My mood is bad, but why?

why bad moods

There have been numerous studies about why we get in bad moods but now, psychologists generally believe a bad mood originates due to something they call ‘ego depletion’. This idea, was founded by researcher Roy Baumeister, and it suggests when people use up all of their willpower to avoid temptations, they drain all of their cognitive resources. The effect is that if you’re withholding something, for example food because you are on a diet, or wanting to yell at someone for giving you poor customer service, it can drain your brain and makes you very irritated. To put it simply, the harder you push your mind to avoid something, you are more likely to get irritated.

Why not look at it as a type of stress-threshold. If you pass the line, you get in a bad mood which may manifest itself as anger, irritability or cynicism.Each of them cause your blood pressure to change. They are also able to boost your level of the stress hormone cortisol. This makes you get even more flustered.

In some instances, it’s also a manifestation of a severe stress response. It is frequently a reason for a terrible mood as it increases blood pressure, stops digestion and elevates your heart rate. If nothing else, it makes you feel tired and somewhat cranky after a very long period.

Happily, getting over a terrible mood is not hard if you are ready to do a couple of things. We are assuming that this is a temporary difficulty, not a long-lasting case of melancholy, but still, a range of these suggestions can cheer up even the very down-and-out.

Eat: Theoretically, eating whatever you like can raise your mood, but food functions in several ways. To begin with, it regenerates nourishment you have lost throughout the day. If you are in a terrible mood because you have not eaten, your blood glucose level is reduced, but you should feel much better after a few snacks. As it happens, there is also a possibility fatty acids may have a beneficial impact on emotion. If fatty foods are not for you, eating hot foods are proven to release endorphins, the same lift you get out of exercising. Fundamentally, eating may often reverse a terrible mood, but you should be careful not to overdo it.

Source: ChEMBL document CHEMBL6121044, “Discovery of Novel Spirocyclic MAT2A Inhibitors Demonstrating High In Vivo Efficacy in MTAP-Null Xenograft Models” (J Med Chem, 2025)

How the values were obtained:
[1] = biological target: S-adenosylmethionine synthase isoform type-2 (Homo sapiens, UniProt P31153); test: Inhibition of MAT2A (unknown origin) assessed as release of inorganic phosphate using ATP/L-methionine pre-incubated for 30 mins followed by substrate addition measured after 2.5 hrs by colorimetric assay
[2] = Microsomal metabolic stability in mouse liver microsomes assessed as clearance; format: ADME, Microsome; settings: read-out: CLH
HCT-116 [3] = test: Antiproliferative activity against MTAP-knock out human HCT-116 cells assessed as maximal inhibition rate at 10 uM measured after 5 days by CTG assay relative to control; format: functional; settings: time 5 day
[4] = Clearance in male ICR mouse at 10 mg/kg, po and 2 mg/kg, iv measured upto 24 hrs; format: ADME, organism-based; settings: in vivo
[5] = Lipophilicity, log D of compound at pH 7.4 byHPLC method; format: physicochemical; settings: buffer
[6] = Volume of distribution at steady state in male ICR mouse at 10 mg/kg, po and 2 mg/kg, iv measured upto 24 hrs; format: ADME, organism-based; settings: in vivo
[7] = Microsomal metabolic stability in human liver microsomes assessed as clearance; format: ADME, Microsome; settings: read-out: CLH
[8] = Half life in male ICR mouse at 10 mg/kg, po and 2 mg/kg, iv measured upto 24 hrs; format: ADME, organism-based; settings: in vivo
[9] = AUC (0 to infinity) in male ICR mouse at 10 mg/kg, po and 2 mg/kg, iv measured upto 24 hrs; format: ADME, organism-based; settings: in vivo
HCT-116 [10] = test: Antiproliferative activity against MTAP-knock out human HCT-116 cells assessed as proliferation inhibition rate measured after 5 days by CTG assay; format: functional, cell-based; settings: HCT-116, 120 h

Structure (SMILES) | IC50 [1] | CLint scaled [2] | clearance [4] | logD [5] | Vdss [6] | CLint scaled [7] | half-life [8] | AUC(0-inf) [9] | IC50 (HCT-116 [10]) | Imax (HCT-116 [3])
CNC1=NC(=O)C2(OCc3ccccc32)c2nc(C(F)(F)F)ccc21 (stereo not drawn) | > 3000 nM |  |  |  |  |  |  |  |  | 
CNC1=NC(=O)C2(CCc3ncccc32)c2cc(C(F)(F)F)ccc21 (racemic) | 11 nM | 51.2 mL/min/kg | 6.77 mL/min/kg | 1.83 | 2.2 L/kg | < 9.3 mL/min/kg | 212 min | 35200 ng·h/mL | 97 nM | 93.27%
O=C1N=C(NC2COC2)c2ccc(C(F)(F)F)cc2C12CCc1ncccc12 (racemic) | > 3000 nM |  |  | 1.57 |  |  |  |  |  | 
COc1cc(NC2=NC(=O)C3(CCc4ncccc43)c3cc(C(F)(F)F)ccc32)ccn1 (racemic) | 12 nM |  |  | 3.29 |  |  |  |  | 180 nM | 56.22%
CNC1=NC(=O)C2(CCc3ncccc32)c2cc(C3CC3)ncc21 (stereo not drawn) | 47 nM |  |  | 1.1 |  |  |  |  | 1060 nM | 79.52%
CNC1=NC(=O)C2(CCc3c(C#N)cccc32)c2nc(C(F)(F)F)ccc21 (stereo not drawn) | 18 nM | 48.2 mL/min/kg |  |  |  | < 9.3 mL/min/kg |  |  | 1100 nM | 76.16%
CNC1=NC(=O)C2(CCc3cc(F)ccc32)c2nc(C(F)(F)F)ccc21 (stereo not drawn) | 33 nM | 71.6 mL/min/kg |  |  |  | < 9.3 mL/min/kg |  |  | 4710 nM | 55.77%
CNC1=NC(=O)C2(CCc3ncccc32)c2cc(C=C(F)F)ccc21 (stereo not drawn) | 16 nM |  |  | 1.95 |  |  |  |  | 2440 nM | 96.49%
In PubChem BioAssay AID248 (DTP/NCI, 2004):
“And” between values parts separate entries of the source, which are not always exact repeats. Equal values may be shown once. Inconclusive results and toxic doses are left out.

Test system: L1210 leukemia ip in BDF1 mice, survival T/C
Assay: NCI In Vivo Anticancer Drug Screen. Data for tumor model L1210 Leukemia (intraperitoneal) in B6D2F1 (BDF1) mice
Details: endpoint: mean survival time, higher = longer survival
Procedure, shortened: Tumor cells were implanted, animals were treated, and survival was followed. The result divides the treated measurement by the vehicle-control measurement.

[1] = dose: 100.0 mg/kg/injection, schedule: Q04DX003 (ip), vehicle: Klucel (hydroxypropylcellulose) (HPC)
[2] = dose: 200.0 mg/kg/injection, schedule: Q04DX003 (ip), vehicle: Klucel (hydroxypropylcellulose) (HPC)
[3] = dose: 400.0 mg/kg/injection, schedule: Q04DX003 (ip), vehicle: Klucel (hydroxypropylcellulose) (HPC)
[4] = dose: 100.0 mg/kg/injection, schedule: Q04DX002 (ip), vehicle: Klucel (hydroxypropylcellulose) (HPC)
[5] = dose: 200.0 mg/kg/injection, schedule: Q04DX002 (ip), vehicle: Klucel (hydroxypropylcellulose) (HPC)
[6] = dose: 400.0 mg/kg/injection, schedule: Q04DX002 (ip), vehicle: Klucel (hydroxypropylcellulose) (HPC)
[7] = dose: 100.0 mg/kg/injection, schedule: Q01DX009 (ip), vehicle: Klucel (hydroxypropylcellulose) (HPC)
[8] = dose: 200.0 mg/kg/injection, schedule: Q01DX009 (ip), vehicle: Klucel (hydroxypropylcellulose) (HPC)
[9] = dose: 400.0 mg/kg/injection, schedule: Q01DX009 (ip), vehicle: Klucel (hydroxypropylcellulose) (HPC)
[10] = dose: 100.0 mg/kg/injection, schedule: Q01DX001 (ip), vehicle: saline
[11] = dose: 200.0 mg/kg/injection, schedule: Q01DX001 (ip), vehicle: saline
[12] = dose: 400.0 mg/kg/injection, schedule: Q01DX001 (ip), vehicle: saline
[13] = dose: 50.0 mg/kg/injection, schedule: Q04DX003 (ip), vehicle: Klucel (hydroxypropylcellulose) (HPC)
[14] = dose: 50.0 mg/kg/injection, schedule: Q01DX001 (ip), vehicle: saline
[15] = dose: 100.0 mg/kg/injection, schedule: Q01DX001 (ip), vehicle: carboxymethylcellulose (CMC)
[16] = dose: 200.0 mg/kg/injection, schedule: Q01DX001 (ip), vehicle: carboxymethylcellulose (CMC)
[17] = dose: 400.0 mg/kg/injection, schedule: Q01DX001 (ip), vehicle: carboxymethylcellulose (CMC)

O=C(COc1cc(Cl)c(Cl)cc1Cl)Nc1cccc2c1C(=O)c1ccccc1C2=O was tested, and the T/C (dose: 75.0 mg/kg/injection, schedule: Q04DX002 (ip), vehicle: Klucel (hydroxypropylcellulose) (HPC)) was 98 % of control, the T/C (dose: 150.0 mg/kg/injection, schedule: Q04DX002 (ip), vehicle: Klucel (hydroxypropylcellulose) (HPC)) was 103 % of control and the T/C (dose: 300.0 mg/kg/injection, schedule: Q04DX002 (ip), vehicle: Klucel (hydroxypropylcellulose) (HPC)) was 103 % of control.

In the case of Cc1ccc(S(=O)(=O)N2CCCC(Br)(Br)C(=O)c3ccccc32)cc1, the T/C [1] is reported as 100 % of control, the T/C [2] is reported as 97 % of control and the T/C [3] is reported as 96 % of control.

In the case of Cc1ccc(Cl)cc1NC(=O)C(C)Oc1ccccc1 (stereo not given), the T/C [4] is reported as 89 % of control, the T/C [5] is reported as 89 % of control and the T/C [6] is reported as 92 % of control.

Exercise: Exercise increases endorphins and may naturally change a mood from poor to good in a matter of a couple of minutes. You can get an endorphin increase from exercise by simply exerting yourself a little. If your breathing starts to become laboured, the body releases endorphins that are related to feelings of pleasure. The euphoria is not long lasting, but it ought to be sufficient to cause you to forget about the man who cut you off in traffic.

Listen to Music: Music can activate a release of dopamine in your brain. Music usually gives us a sense of pleasure and may be enough to turn a frown up before the end of a three-minute pop song.